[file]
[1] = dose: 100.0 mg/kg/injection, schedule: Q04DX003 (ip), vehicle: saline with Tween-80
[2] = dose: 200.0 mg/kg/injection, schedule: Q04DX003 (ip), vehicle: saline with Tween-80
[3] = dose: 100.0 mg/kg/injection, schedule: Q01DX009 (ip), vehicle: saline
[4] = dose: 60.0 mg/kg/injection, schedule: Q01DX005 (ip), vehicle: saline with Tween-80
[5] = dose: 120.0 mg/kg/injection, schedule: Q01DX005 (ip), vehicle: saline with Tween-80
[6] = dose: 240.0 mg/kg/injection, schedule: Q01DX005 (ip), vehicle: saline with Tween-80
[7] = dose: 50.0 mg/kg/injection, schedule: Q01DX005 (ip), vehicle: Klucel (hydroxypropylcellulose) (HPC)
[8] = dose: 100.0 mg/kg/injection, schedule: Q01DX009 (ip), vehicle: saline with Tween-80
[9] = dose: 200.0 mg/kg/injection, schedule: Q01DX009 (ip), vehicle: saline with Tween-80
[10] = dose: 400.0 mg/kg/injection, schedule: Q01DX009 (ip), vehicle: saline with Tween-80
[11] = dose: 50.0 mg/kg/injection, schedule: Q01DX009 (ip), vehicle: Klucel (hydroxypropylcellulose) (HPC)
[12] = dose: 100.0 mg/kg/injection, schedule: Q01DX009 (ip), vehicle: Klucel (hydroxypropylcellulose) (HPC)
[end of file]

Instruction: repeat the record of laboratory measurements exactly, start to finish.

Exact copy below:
[1] = dose: 100.0 mg/kg/injection, schedule: Q04DX003 (ip), vehicle: saline with Tween-80
[2] = dose: 200.0 mg/kg/injection, schedule: Q04DX003 (ip), vehicle: saline with Tween-80
[3] = dose: 100.0 mg/kg/injection, schedule: Q01DX009 (ip), vehicle: saline
[4] = dose: 60.0 mg/kg/injection, schedule: Q01DX005 (ip), vehicle: saline with Tween-80
[5] = dose: 120.0 mg/kg/injection, schedule: Q01DX005 (ip), vehicle: saline with Tween-80
[6] = dose: 240.0 mg/kg/injection, schedule: Q01DX005 (ip), vehicle: saline with Tween-80
[7] = dose: 50.0 mg/kg/injection, schedule: Q01DX005 (ip), vehicle: Klucel (hydroxypropylcellulose) (HPC)
[8] = dose: 100.0 mg/kg/injection, schedule: Q01DX009 (ip), vehicle: saline with Tween-80
[9] = dose: 200.0 mg/kg/injection, schedule: Q01DX009 (ip), vehicle: saline with Tween-80
[10] = dose: 400.0 mg/kg/injection, schedule: Q01DX009 (ip), vehicle: saline with Tween-80
[11] = dose: 50.0 mg/kg/injection, schedule: Q01DX009 (ip), vehicle: Klucel (hydroxypropylcellulose) (HPC)
[12] = dose: 100.0 mg/kg/injection, schedule: Q01DX009 (ip), vehicle: Klucel (hydroxypropylcellulose) (HPC)